A Foster Care Alumna’s Thoughts on Self-Care

by Shanita Didly-Goings

Relief coursed through me when, at age 12, my siblings and I were taken from our uncle. But relief quickly turned to weariness as 11 years of abuse started to catch up to me. Then we had five years of trauma due to our separation in the system.

I ended up developing some pretty bad self-care habits. Way into my young adult years I was hurting myself just to cope with my anger and day-to-day issues. Fortunately, I was able to surround myself with the right role models and slowly overcame those bad habits. I learned that when I am angry I should use words to convey that, not violence. I realized when I am sad, writing, drawing and reading are great outlets for my negative energy—far better than moping around and closing myself off from people. Some other methods that work for me include exercising, going out with friends or family, eating right, listening to music, and going to my favorite place and just chilling. There are many ways to take care of yourself. The only question is what fits best for the individual.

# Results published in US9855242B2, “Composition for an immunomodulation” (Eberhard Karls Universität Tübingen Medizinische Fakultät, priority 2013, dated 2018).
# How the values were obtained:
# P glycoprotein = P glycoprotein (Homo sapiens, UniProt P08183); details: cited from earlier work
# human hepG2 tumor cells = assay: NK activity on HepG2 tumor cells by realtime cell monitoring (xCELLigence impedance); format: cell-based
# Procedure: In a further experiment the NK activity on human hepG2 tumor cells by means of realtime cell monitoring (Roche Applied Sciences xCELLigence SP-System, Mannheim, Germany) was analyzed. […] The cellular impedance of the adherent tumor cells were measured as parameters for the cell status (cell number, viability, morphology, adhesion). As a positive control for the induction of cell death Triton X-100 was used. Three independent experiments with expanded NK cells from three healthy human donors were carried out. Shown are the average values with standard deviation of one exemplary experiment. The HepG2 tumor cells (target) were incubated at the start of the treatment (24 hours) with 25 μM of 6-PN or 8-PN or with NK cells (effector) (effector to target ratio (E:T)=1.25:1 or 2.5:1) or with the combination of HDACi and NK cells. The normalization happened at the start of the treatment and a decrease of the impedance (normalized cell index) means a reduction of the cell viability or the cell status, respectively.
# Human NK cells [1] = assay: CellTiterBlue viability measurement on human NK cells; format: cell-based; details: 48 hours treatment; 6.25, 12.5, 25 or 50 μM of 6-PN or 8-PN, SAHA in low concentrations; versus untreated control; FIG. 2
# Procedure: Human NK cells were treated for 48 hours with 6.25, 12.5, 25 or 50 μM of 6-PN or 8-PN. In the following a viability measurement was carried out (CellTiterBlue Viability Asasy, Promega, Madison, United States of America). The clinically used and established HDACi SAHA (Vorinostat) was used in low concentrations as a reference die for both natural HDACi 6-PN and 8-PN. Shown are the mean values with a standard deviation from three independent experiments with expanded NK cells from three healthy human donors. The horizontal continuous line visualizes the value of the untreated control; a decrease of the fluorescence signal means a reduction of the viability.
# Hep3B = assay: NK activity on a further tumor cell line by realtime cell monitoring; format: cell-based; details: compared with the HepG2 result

Sadly, children in my predicament have not been properly taken care of by anyone. This leads to our overall ignorance about taking care of ourselves. Self-care to me is about maintaining a healthy balance between one’s body, mind, soul, emotions, and our relationships with others.

We are not perfect, of course. Sometimes even when I use all my self-care methods I’ll still be upset, or sad, or restless. This is a part of life. There is no foolproof plan to a better life. These are just tactics to make the journey a little less dramatic and tiring.

We should be getting our youth involved in their self-care early on in life. In my opinion this would help stop the abuse cycle and years of stereotypical statistics, particularly in African American youth. We should teach and raise stable, sound children so they grow up to be strong and supportive resources to draw from as alumni.